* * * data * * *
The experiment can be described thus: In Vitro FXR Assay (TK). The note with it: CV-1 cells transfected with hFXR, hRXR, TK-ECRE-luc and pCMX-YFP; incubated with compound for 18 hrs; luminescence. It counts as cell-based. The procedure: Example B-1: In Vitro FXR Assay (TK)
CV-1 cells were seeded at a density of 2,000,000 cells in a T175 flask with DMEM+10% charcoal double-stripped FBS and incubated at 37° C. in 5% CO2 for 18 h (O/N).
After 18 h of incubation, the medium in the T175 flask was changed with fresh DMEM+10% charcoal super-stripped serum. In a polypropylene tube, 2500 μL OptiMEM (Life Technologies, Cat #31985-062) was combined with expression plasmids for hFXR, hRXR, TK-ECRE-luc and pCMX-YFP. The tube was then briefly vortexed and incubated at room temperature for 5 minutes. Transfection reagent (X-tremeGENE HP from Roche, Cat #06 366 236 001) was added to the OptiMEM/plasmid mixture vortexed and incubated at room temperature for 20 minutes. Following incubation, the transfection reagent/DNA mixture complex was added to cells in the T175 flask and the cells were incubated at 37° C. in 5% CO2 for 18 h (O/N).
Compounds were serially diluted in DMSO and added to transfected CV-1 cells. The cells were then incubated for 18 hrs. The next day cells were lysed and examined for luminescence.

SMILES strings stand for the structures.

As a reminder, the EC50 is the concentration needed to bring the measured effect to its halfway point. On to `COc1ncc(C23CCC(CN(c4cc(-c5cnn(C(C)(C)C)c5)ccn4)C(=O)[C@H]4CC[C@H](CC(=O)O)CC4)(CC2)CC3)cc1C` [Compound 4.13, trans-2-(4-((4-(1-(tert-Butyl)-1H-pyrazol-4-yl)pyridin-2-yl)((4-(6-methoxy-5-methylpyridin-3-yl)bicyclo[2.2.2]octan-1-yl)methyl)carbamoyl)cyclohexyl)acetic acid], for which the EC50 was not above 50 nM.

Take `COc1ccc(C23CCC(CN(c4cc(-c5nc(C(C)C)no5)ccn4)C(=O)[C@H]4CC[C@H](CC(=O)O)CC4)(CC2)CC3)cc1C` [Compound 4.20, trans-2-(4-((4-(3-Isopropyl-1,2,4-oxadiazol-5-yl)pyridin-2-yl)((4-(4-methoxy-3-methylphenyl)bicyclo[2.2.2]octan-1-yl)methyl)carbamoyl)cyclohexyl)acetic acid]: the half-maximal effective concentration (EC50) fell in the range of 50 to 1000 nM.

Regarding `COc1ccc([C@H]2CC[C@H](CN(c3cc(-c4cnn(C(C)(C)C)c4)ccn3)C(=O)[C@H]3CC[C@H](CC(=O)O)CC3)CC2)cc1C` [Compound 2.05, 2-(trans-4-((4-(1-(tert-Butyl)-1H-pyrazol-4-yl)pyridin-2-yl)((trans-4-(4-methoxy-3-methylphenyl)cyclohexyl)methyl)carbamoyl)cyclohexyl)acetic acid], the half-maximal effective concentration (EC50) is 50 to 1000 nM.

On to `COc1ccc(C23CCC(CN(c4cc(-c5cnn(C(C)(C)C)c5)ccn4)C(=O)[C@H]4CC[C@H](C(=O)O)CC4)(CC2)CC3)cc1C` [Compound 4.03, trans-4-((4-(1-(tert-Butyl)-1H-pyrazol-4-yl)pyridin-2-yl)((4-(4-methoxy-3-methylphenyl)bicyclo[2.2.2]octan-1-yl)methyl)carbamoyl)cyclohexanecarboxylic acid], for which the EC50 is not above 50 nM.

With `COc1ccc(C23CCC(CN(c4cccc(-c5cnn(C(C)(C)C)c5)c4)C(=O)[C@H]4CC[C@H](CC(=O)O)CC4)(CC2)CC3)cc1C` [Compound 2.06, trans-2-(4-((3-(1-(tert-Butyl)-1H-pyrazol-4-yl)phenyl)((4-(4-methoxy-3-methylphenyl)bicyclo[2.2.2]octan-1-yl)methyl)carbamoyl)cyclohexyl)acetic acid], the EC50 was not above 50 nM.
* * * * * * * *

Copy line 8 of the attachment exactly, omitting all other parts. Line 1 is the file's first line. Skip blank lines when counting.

Regarding `COc1ccc([C@H]2CC[C@H](CN(c3cc(-c4cnn(C(C)(C)C)c4)ccn3)C(=O)[C@H]3CC[C@H](CC(=O)O)CC3)CC2)cc1C` [Compound 2.05, 2-(trans-4-((4-(1-(tert-Butyl)-1H-pyrazol-4-yl)pyridin-2-yl)((trans-4-(4-methoxy-3-methylphenyl)cyclohexyl)methyl)carbamoyl)cyclohexyl)acetic acid], the half-maximal effective concentration (EC50) is 50 to 1000 nM.